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Under the commentary Want resiliency? Here's how to get it. (New Jersey has already started), Jesse Berst introduces and presents the article “Resiliency+: Distributed generation and microgrids can keep lights on during the next storm,” by Michael Panfil. One thing is clear from this post: the understanding of what resiliency must mean for customer and society.
 
In an Interview with Massoud Amin, posted in the IEEE Smart Grid web side, Dr. Amin said that “Resiliency is a measure of the system’s ability to bounce back to normal operations after an impact.” We could call this supply side resiliency. However, what New Jersey has already started is about demand side resiliency. While the IEEE Smart Grid solution proposes supply side resilience, what customers and society need is demand side resilience.
 
This is an update on that same issue from a slightly different point of view. One year ago, I responded to the article Energy: The smart-grid solution, where “Massoud Amin outlines how the United States should make its electricity infrastructure self-healing to avoid massive power failures.” My comment, which is repeated as the EWPC Blog post Great electric service, starts with “Great electric service will be the result of the development of business model innovations in the retail market, for example, on the internet infrastructure.” It is now easy to see that that kind of development is based precisely on demand side resiliency.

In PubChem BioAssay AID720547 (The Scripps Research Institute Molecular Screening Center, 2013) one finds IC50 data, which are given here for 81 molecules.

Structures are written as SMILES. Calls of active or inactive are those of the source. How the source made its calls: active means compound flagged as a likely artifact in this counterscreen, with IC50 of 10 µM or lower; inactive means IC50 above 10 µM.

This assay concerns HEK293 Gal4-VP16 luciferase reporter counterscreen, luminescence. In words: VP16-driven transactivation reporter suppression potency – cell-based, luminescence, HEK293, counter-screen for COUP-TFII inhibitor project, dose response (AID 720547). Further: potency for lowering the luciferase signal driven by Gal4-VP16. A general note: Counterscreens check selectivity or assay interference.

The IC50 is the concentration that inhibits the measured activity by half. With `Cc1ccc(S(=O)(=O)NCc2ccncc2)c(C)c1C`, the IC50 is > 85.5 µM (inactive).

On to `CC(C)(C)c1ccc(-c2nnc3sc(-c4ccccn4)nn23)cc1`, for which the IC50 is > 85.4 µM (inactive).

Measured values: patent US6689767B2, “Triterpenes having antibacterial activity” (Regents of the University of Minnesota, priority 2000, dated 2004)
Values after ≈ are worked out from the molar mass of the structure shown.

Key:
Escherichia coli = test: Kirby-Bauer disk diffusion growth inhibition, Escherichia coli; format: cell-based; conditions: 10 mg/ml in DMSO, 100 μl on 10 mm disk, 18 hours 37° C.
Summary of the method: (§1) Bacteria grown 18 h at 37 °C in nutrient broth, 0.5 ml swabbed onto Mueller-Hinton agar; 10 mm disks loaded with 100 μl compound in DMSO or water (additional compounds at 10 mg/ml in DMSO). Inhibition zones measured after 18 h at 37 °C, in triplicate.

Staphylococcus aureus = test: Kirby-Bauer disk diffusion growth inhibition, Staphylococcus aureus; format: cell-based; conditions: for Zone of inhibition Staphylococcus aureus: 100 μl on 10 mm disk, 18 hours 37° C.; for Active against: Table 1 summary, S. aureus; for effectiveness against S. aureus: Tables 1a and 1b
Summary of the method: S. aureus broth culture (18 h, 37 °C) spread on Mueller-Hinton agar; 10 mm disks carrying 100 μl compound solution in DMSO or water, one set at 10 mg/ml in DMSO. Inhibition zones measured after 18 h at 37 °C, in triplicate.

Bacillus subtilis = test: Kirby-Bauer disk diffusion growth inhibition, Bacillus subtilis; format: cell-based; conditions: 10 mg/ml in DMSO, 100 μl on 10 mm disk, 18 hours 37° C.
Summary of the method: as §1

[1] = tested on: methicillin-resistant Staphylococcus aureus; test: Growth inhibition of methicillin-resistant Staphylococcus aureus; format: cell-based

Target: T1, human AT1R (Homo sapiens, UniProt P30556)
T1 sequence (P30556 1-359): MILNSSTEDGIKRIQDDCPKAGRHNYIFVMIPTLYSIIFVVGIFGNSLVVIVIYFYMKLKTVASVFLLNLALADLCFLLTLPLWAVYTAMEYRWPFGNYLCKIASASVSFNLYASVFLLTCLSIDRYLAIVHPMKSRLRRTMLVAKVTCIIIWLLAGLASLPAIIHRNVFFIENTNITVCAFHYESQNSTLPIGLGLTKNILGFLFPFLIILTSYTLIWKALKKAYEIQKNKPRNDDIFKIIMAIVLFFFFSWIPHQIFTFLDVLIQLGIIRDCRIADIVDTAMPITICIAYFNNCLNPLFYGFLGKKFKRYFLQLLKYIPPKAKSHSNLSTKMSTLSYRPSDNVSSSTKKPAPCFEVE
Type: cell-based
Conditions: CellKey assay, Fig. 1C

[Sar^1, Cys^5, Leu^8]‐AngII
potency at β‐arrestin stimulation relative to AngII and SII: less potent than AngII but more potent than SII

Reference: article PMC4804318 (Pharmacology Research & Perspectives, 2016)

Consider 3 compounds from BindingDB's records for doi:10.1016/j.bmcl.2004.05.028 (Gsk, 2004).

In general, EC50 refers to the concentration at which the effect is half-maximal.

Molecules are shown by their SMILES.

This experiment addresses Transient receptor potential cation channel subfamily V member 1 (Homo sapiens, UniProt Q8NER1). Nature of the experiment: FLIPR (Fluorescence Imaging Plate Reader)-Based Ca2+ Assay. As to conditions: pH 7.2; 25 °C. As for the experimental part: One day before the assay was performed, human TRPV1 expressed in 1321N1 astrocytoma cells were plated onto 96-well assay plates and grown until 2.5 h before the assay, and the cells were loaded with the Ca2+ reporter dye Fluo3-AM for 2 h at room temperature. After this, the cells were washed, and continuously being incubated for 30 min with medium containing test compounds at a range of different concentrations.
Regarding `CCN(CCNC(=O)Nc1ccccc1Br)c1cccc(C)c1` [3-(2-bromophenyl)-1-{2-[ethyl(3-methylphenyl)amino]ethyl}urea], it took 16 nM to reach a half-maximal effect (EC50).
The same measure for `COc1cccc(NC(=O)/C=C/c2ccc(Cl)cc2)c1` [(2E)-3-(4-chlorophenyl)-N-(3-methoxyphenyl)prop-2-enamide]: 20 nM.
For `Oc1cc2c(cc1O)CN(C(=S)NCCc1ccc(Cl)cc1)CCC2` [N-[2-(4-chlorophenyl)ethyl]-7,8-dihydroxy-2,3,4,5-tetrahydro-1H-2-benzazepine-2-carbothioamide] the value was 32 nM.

While what New Jersey has started may well “improved resiliency so many regulators… are screaming for,” I propose that Smart electric service is what customer and society are not expecting but will love. In fact, that’s also the aim the EWPC post Should the electric power market be beneficial for all parties all over the world?
 

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